Project Management

Focused Performance 0

Jump start your 2015 business planning. Russell Martin & Associates has created The Focused Performance Bundle. The package includes everything you need to facilitate the planning sessions with your team. lou russell

Once you know where you want to go and where you don’t want to go in 2015, start brainstorming initiatives that will take you there.  It’s likely that each of these initiatives will generate multiple projects.  How do you pick which projects to do?  How do you prioritize the work over all four quarters of 2015 without adding so much project work that it’s impossible to focus on any of it?  Prioritization allows you to pick the projects you can charter utilizing a project sponsor and project manager who drive a project schedule for accountability.

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Lou Russell is the CEO of Russell Martin & Associates and L+earn, an executive consultant, speaker, and author whose passion is to create growth in companies by guiding the growth of their people. In her speaking, training, and writing, Lou draws on 30 years of experience helping organizations achieve their full potential. She is committed to inspiring improvement in all three sides of what she has dubbed the Optimization Triangle: leadership, project management, and individual learning.

Lou was a great guest and I am sure you will enjoy the podcast.

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Forming a Quality Group 0

This is the last in series of interviews that I had with Bob Petruska of Sustain Lean Consulting. We have covered subjects from Trystoming to Value Stream Mapping.

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One of the things Bob is most proud of and enjoys the most is the group of quality people that he collaborates with in his place of residence, Charlotte, NC. He discusses the start of this group and a few of the struggles they went through during the formation.

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What knowledge are you supposed to capture? 0

Do you capture everything?

Is everything a lesson learned?

How do you decide what you need to capture for the closeout?

I asked Mel Bost a Principal Consultant in BOT International’s PMO Practice who specializes in PMO best practices, project lessons learned, and program management those questions in a past podcast, Related Podcast and Transcription:  Learning in Project Management.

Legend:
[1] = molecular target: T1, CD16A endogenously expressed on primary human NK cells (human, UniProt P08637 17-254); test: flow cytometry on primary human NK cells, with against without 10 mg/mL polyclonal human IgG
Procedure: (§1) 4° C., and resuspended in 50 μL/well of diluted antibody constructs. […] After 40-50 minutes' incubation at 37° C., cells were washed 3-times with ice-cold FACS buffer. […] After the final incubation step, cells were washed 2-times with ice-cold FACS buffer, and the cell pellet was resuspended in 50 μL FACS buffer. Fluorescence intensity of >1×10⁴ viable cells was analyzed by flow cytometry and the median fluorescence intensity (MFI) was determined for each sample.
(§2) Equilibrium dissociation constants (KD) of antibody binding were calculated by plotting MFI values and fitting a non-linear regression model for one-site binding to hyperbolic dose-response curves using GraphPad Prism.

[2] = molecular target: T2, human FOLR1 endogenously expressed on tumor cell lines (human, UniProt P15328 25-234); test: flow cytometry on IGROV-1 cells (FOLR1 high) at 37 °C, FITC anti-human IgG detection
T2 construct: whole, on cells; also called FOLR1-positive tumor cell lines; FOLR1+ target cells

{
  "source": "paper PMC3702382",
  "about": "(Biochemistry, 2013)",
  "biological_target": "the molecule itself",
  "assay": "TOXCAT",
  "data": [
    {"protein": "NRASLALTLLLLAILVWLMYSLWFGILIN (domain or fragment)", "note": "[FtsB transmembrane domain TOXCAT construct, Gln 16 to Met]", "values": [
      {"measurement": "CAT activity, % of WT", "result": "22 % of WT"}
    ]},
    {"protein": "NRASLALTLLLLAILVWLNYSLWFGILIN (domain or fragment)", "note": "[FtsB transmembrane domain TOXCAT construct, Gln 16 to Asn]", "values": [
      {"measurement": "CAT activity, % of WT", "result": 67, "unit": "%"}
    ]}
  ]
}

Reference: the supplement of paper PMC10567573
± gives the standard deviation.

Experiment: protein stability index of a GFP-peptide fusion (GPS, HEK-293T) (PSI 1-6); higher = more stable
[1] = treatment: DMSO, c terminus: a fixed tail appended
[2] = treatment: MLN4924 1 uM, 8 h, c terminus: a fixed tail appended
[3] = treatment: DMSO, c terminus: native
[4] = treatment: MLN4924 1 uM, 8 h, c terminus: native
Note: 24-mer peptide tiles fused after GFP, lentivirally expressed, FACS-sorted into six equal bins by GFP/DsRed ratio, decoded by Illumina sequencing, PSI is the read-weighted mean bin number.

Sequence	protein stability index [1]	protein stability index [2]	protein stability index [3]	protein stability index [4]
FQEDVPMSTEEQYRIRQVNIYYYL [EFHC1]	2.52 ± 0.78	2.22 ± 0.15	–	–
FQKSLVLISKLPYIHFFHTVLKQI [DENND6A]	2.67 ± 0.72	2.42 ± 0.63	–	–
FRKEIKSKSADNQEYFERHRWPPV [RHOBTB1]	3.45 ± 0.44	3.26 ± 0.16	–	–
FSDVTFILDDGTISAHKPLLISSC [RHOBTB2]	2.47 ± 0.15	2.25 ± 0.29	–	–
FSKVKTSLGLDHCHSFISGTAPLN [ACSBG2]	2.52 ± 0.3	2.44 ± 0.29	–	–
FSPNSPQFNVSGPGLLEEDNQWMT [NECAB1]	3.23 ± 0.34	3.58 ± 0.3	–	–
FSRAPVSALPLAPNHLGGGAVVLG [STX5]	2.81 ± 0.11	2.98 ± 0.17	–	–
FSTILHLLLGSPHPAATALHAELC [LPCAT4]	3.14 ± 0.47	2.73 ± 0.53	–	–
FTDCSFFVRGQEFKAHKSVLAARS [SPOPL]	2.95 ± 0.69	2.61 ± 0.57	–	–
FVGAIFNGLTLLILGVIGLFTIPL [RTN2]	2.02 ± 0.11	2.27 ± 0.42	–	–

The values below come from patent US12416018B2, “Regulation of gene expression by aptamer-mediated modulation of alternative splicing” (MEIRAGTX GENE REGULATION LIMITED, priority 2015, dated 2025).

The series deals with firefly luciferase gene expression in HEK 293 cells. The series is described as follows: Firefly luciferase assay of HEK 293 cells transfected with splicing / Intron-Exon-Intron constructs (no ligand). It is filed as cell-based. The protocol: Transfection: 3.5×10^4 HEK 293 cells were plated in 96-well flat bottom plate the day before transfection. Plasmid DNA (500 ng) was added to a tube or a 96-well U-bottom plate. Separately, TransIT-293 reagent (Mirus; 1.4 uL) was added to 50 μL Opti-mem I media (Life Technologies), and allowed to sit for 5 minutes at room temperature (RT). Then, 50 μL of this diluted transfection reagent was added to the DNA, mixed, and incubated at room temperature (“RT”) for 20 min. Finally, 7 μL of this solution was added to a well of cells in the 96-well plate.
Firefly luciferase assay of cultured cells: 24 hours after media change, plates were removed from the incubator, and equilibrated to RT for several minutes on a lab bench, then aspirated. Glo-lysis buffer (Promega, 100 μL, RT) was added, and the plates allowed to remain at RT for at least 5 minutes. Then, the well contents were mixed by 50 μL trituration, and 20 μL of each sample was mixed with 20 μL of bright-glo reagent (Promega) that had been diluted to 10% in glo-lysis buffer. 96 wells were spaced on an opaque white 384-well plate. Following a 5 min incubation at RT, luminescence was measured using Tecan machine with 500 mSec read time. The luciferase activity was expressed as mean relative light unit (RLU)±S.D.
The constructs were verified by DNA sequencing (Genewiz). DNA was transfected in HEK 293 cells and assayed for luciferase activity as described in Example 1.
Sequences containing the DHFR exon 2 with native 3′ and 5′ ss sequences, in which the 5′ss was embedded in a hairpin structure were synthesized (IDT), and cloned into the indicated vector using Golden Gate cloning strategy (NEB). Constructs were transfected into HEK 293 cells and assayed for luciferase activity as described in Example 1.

Mel:                 That’s a good question. I’m writing this book which is going to be out shortly. In my blog, I talk about this process in capturing and documenting lessons learned. Really, what I’m defining there is what I call significant events. A significant event is something where you may have a major deviation between expected result and actual result. That would probably be easy for a project manager to sit down with his project team and list 50 things that ought to be improved. I say take the top 5 or 10 where you’ve had a significant deviation between expected and actual result. Focus on those 5 or 10, if you’re able to do that, you’ve got the old 80/20 rule. Eighty percent of the value to be gained is probably in the first five or six lessons learned significant events that you identify. The rest of them trail off very quickly, but there can be a lot of things.

If an organization has a robust risk management plan in place, they are 90 percent of the way toward having a lessons learned process. They’ve already defined some potential risks. If those risks get triggered in a project and they have a mitigation plan, they’ve already identified some significant events. The definition of risk and carrying that out for a project, having that risk identified, and if it’s triggered, if it’s significant and you’ve got a mitigation plan, that ought to go right at the top of the list of lessons learned. When you say how do you know, what do you need to capture all the knowledge? I’d say pick the top 5 or 10 lessons learned, something where you had a major deviation between expected and actual result.

Joe:                  My next question is how do you share that knowledge? How is that shared so that knowledge is made explicit to other people?

Mel:                 Different organizations have handled that in different ways. Certainly some of the larger organizations, we have, especially the large oil companies have put knowledge management systems into place. Even companies like Schlumberger, which is an oilfield service organization, they were one of the first companies to put together a knowledge management system where they actually go in and put it into a database. Depending on how sophisticated the organization is, I’ve even seen a couple instances in NASA where organizations have developed what they call a knowledge-based risk. In other words, they’re using their knowledge database to inform their risk managers of previous project problems before the initiate a new project. I think it’s up to, once again, the individual organization.

In the case of ConocoPhillips, when I worked there, one of the first things we tried to do was to have a breakfast forum among our project managers and invite some of the project managers who were just completing projects to talk about lessons learned. We videotaped those, and we put them into a SharePoint system, so anybody goes out and look at those. We promoted that to all our project managers, especially those who were going to initiate a new project that was similar to one that had just been completed. Today, we have a project server system out there from Microsoft project that incorporates a lot of that and allows capture of lessons learned.

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A Project Charter, You Gotta Be Kidding Me 0